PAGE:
Take that guy or girl by the hand and stroll through the archway on the eastern side of Odeonsplatz.
You’re in the west arcade, filled with frescos showing the history of Bavaria and its royal Wittelsbach clan.
Keep moving towards the centre, past broad, sandy pathways where old men playing boccia add to the Mediterranean mood.
Now you’re in the garden proper, filled with fountains, flowers and hedges.
Prince Elector Max I had it designed in the formal Italian style around 1613.
Head towards the Diana Temple in the centre, which might be occupied by a string quartet or tangoing twosomes.
Take a moment to watch the goings-on before withdrawing to a quiet park bench. Could there be anywhere more idyllic for that first kiss?
Near the arcade is a beautiful woman sitting on a fountain – don’t let her be the death of you! It’s a statue of Loreley, a mythical German dame.
In times gone by she’d sit on a rock by the river Rhine, combing her hair and singing mournful melodies.
River sailors would be so distracted by her singing that they’d come a kipper on the rocks and meet watery graves.
Temple to the stage
Theatre-buffs should gravitate towards the Deutsches Theater Museum (German Theatre Museum), on the northern side of the arcade.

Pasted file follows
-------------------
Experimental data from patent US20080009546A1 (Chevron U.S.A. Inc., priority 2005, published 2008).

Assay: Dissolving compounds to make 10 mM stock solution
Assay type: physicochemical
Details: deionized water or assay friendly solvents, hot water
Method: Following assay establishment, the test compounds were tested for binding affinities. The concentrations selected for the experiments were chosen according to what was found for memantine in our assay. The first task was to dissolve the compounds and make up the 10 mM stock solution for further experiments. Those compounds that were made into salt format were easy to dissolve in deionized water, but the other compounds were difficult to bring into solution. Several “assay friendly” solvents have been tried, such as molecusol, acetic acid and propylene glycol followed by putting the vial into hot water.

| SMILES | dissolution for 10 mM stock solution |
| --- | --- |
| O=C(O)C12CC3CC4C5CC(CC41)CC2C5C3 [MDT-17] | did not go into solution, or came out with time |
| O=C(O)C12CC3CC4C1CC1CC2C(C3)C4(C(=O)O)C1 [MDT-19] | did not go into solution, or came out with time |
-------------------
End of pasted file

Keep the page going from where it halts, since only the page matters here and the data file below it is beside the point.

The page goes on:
Its quirky collection of costumes, mask and stage props spans centuries of stage shows in Germany, Austria and Switzerland.
There’s also a museum archive and library with hundreds of thousands of manuscripts, reviews, and other theatre-related documents. The museum is actually a great place to find out what’s happening in Munich’s theatre scene.
Bavaria’s political chiefs hang their hats at the Staatskanzlei (State Chancellery), to the Hofgarten’s east. It’s nicknamed the "Bavarian Kremlin" and has an impressive 200m-long glass façade.
It’s essentially an office building where new laws are drafted and the nitty gritty of running a state goes on. The classical middle section is what’s left of the old Royal Bavarian Army Museum, which occupied the site before the Chancellery was finished in 1992.
The Bavarian Parliament (Maximilianeum) is a fair hike away, at the eastern end of Maximillian Strasse.
Did you know…
The Hofgarten is referenced in T.S. Eliot’s classic poem The Wasteland?
"With a shower of rain; we stopped in the colonnade,
And went on in sunlight, into the Hofgarten, 10
And drank coffee, and talked for an hour.
Bin gar keine Russin, stamm’ aus Litauen, echt deutsch."
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